My current department chair also prefers to solve touchy issues by sending cryptic emails requesting a face-to-face meeting (no topic given), and then talking one-on-one with each of the other faculty (this is possible because our department has only four tenure-track faculty and one research faculty member), and then claiming that he has “found the only solution” without ever having everyone sit down in the same room to discuss it. I find this completely maddening, because often when I talk to the other faculty after the fact it seems that there are in fact multiple solutions to the problem, some of which might be preferable to the solution handed down from on high, but then our chair is completely unreceptive to discussing any of those other solutions. Thankfully he is only chair until the end of this academic year. I like him in many ways, especially when he is not acting as chair, but I am looking forward to a change of leadership and particularly to a change in how touchy issues are handled.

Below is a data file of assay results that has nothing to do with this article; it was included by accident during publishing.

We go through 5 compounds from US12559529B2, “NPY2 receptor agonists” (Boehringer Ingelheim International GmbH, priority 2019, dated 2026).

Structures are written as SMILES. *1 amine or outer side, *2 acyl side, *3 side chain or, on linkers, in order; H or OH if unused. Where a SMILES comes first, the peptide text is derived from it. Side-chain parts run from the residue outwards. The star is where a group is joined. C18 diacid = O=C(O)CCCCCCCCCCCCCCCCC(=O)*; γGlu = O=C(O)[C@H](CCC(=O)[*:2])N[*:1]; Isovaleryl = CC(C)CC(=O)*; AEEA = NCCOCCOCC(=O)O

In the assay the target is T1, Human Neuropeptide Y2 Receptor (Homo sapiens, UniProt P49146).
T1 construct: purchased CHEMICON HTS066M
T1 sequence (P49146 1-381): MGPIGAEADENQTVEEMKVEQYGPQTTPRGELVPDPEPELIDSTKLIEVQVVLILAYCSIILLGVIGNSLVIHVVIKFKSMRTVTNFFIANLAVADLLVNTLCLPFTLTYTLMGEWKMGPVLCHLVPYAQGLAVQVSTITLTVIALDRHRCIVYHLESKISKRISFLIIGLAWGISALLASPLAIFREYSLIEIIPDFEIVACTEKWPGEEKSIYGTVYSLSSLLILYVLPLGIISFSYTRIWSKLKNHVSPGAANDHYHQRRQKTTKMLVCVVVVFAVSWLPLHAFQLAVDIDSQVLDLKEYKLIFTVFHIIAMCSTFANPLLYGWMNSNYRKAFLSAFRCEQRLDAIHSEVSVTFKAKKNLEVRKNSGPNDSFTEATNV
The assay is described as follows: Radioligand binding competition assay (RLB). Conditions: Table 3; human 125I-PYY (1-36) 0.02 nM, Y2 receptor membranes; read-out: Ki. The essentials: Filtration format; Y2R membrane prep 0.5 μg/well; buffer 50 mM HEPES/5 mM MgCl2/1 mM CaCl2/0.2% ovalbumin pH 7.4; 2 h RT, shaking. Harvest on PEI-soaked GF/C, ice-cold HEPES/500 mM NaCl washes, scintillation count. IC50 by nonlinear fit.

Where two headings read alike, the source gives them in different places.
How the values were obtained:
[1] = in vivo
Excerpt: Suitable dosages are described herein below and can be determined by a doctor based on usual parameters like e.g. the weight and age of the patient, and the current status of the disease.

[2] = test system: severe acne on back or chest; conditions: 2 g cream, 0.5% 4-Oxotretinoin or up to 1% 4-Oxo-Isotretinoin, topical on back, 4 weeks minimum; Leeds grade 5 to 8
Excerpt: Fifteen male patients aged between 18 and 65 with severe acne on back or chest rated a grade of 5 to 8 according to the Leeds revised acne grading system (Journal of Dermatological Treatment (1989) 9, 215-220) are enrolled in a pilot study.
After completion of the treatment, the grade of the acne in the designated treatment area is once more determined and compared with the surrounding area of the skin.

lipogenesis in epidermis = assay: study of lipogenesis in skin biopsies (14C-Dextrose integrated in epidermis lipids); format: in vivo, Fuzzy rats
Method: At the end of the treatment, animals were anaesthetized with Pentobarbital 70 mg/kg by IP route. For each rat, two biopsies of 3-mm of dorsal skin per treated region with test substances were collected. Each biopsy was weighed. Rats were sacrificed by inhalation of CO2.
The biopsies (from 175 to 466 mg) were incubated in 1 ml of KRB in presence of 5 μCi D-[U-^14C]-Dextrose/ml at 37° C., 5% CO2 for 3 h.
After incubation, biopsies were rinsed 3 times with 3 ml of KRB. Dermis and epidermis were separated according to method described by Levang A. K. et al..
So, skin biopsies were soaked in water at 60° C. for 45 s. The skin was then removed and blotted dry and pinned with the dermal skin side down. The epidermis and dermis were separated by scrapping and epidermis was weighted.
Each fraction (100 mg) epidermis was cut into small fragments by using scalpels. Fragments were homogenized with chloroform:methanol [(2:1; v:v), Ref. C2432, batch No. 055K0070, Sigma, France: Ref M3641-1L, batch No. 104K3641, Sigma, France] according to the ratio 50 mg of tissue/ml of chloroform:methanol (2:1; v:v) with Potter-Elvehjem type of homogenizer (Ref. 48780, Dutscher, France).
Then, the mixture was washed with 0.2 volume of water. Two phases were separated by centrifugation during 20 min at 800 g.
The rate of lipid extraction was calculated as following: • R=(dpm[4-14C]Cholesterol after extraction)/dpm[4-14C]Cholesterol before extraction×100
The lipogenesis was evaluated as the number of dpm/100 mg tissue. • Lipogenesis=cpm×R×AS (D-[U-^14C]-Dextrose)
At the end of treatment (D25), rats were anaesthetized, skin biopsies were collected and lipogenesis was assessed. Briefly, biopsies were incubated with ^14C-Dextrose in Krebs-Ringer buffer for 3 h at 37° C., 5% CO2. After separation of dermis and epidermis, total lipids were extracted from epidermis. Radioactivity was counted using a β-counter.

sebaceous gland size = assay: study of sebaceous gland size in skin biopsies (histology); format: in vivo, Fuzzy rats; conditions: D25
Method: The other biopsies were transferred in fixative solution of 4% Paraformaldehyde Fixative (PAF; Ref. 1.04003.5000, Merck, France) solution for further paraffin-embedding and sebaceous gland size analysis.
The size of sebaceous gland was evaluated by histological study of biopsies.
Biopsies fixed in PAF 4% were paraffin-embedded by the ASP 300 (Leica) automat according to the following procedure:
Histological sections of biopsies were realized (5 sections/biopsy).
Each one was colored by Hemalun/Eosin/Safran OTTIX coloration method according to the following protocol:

I try to observe these communication styles and make note of what NOT to do when I am (hopefully someday) in a leadership position.

  3. You prefer communicating via email (as do I), because you are an excellent clear persuasive writer. As far as getting used to administrative conflict and not letting it ruffle you, yes, it is a learned skill, and practice makes perfect. I used to be extremely hot-headed. Now there is essentially nothing anyone can say to me in the academic context that raises my blood pressure.